‘Weather whiplash’: Flooding and droughts to happen more often and last longer as climate warms

The intensity of extreme drought and rainfall has “sharply” increased over the past 20 years, a new study confirms.

These aren’t just tough weather events. They are leading to extremes such as crop failure, infrastructure damage, and even humanitarian crises and conflict.

The study, published in the journal Nature Water, used data from a pair of satellites known as GRACE, or Gravity Recovery and Climate Experiment, to get the big picture on water

The satellites are used to measure changes in Earth’s water storage – the sum of all the water on and in the land, including groundwater, surface water, ice and snow.

“It’s incredible that we can now monitor the pulse of continental water from outer space,” says Park Williams, a bioclimatologist at the University of California, Los Angeles, who was not involved with the study.

“I have a feeling when future generations look back and try to determine when humanity really began understanding the planet as a whole, this will be one of the studies highlighted,” he says.

What does the water data reveal?

The data shows a strong link between climate extremes and rising global average temperatures

It confirms that both frequency and intensity of rainfall and droughts are increasing due to burning fossil fuels and other human activity that releases greenhouse gases.

“I was surprised to see how well correlated the global intensity was with global mean temperatures,” says Matthew Rodell, study author and deputy director of Earth sciences for hydrosphere, biosphere and geophysics at NASA Goddard Space Flight Center.

A warmer atmosphere increases the rate at which water evaporates during dry periods. It also holds more water vapour, which fuels heavy rainfall events.

This means continued global warming will lead to more drought and rainstorms that are worse by many measures – more frequent, more severe, longer and larger.

Which regions suffered the worst flooding and droughts?

Researchers looked at 1,056 events from 2002-2021 using a novel algorithm that identifies where the land is much wetter or drier than normal.

That showed the most extreme rains keep happening in sub-Saharan Africa, at least through December 2021, the end of the data. The rainfall extremes also took place in central and eastern North America from 2018-2021 and Australia during 2011-2012.

The most intense droughts were a record-breaking one in northeastern South America from 2015-2016; an event in the Cerrado region of Brazil that began in 2019 and continues; and the ongoing drought in the American Southwest. 

The latter has caused dangerously low water levels in two of the biggest US reservoirs, Lake Mead and Lake Powell. Those remain low despite heavy rains this year.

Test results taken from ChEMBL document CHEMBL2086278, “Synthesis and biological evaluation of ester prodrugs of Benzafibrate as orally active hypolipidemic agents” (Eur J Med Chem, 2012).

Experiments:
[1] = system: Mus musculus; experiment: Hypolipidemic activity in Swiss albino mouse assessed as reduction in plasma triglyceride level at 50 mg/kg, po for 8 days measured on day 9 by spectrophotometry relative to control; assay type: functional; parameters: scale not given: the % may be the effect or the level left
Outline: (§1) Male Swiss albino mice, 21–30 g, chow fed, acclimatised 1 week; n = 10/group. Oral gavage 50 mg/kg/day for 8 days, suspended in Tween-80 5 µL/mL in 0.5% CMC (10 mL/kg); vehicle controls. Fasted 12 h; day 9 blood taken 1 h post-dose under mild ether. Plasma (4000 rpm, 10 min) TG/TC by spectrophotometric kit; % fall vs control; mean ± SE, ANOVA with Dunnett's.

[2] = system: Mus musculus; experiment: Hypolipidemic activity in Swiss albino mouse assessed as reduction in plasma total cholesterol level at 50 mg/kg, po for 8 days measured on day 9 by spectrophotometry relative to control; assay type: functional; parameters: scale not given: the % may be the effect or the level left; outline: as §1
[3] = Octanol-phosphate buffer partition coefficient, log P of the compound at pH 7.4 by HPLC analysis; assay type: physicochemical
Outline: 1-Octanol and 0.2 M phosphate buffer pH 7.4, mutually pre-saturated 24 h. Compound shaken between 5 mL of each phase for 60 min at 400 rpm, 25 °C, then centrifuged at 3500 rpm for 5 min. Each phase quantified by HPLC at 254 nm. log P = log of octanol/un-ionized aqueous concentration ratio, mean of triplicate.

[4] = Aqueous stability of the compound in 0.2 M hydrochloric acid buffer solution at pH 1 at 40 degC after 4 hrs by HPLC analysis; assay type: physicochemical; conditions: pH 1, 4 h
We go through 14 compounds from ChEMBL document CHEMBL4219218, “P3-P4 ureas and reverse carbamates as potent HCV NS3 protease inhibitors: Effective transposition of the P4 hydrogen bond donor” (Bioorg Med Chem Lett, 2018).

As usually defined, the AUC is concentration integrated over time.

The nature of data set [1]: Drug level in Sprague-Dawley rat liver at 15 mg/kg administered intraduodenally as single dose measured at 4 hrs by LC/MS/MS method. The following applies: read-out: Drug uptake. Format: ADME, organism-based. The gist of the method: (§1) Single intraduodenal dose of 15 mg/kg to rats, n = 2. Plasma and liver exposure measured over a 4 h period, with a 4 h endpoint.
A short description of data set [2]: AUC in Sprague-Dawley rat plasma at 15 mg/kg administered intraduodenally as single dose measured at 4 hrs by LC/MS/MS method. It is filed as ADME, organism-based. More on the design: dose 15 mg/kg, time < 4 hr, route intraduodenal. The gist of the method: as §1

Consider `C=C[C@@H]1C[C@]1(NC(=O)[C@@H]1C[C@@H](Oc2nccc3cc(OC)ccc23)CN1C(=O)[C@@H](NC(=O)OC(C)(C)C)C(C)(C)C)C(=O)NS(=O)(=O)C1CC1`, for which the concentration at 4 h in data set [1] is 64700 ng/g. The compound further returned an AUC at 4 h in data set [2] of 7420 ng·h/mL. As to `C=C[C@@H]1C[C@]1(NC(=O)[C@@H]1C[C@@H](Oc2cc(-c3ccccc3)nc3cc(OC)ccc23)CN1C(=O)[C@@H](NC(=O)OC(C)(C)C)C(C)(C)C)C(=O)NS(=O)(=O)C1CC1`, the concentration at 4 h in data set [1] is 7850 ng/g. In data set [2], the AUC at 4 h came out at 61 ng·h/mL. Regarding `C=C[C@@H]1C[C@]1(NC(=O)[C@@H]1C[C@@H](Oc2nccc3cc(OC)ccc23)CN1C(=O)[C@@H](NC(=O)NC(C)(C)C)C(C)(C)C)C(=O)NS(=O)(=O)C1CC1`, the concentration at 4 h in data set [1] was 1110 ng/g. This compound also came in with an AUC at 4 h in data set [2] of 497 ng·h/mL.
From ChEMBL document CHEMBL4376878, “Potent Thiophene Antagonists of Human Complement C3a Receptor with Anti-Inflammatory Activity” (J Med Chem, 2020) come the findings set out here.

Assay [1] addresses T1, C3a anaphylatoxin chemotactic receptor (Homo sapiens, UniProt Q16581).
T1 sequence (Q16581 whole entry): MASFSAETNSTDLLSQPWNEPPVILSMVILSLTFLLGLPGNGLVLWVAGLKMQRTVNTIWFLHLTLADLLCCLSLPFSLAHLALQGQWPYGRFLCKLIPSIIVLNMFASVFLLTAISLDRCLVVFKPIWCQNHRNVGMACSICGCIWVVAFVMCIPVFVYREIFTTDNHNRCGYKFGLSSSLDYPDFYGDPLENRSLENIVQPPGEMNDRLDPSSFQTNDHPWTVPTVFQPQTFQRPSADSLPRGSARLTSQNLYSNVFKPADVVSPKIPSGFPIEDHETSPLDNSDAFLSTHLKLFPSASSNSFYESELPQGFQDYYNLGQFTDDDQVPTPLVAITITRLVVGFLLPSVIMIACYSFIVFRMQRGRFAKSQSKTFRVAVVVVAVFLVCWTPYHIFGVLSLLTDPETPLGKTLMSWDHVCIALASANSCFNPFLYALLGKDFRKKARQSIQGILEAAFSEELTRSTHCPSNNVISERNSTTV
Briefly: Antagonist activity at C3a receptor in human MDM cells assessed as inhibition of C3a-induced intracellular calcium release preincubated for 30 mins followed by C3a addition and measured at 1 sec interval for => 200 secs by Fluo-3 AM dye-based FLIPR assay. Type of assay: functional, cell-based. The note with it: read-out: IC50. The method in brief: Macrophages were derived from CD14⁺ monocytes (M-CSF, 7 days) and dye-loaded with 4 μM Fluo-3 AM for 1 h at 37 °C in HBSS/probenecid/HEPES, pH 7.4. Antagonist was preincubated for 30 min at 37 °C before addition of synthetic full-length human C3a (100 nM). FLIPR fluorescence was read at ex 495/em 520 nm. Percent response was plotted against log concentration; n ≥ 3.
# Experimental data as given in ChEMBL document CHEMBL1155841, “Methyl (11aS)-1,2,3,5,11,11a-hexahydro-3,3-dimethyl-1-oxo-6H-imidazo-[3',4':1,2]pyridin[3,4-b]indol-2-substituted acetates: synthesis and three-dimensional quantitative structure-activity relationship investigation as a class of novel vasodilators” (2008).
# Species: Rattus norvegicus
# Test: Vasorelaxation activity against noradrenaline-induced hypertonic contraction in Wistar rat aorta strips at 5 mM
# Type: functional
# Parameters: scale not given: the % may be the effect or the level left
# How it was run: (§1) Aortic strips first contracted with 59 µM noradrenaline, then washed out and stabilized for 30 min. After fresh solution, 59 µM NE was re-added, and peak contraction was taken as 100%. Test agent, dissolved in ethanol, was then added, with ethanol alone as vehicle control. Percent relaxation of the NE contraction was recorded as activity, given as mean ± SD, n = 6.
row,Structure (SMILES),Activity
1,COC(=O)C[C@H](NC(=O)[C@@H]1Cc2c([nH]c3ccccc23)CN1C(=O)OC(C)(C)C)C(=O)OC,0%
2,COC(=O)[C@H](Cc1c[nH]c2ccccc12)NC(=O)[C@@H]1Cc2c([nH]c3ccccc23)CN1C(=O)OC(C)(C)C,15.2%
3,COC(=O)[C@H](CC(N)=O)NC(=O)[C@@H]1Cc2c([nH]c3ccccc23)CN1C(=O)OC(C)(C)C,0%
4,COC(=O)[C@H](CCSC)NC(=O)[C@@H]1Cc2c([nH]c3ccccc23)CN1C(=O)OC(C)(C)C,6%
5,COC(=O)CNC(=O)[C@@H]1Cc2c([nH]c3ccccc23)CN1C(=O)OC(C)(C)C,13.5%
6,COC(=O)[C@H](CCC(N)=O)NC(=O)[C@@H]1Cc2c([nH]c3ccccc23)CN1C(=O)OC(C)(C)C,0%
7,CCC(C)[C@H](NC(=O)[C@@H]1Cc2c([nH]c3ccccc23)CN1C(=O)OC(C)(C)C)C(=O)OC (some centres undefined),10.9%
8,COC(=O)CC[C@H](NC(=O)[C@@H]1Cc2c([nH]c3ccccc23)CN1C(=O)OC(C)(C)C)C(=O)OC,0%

A bridge’s columns are marked by the previous water line over the Atibainha reservoir in Nazare Paulista, Brazil, on 29 January 2015.AP Photo/Andre Penner, File

Drought events outnumbered heavy rain events by 10 per cent. Their geographic extents and how long they lasted were similar.

Europe, too, has faced drought this winter. This year opened with the second warmest winter on record. It came after 2022 was the second hottest year on record with Italy, Spain, the UK and France setting temperature records.

Now low rain and snowfall mean parts of Europe face concerns about the impact of drought on farming, drinking water supplies and energy generation.

What impact will worsening floods and droughts have?

Infrastructure like airports and sewage treatment plants are becoming more challenged by extreme weather, the study notes. This is because they were only designed to withstand infrequent events.

“Looking forward into the future, in terms of managing water resources and flood control, we should be anticipating that the wetter extremes will be wetter and the dry extremes will get drier,” says Richard Seager, a climate scientist at Columbia University, who was not involved with the study.

Seager says it’s a mistake to assume that future wet and dry extremes can be managed the same as in the past because “everything’s going to get amplified on both ends of the dry-wet spectrum.”

According to the US National Integrated Drought Information System, 20 per cent of the annual economic losses from extreme weather events in the US are from floods and droughts. 

In the EU alone, climate change-related extremes caused over €145 billion in economic losses in the past decade. France, Italy and Germany are being hit the hardest by this extreme weather.  

A drastic swing between extreme drought and unprecedented flooding, dubbed ‘weather whiplash’, is becoming common in some regions.

The remains of dead livestock and a donkey are scattered at a camp for displaced people on the outskirts of Dollow, Somalia, 21 September 2022.AP Photo/Jerome Delay, File

Water stress is expected to significantly affect poor, disenfranchised communities as well as ecosystems that have been underfunded and exploited.

For example, the United Nations has said that Somalia is experiencing its longest and most severe drought, an event that has caused the deaths of millions of livestock and widespread hunger. 

Venezuela, a country that has faced years of political and economic crises, resorted to nationwide power cuts during April 2016 as a result of the drought conditions affecting water levels of the Guri Dam.

As for solutions, using floodwaters to replenish depleted aquifers and improving the health of agricultural soil so it can absorb water better and store more carbon are just a few methods that could improve water resiliency in a warming world, the study says.


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